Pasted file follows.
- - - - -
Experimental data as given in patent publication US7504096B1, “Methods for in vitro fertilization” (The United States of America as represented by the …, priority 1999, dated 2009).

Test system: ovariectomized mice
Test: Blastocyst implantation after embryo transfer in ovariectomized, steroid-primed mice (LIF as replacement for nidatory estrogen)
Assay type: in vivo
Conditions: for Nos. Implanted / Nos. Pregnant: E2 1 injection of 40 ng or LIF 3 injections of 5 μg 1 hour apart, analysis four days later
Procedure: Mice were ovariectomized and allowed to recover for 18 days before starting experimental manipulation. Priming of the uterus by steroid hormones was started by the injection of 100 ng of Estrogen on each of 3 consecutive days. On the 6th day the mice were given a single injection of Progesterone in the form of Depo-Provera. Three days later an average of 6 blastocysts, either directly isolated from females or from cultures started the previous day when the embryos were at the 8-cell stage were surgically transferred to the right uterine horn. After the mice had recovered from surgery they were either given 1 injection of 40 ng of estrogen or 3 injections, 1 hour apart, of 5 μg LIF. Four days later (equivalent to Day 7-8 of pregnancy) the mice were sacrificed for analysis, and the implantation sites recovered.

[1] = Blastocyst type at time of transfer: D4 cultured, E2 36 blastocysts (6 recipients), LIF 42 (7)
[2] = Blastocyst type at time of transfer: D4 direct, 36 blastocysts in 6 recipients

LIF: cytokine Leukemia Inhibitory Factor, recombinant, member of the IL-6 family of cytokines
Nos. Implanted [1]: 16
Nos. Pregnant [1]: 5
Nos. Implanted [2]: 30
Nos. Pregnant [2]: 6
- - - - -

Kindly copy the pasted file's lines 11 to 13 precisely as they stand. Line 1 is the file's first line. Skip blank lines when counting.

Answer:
Nos. Pregnant [1]: 5
Nos. Implanted [2]: 30
Nos. Pregnant [2]: 6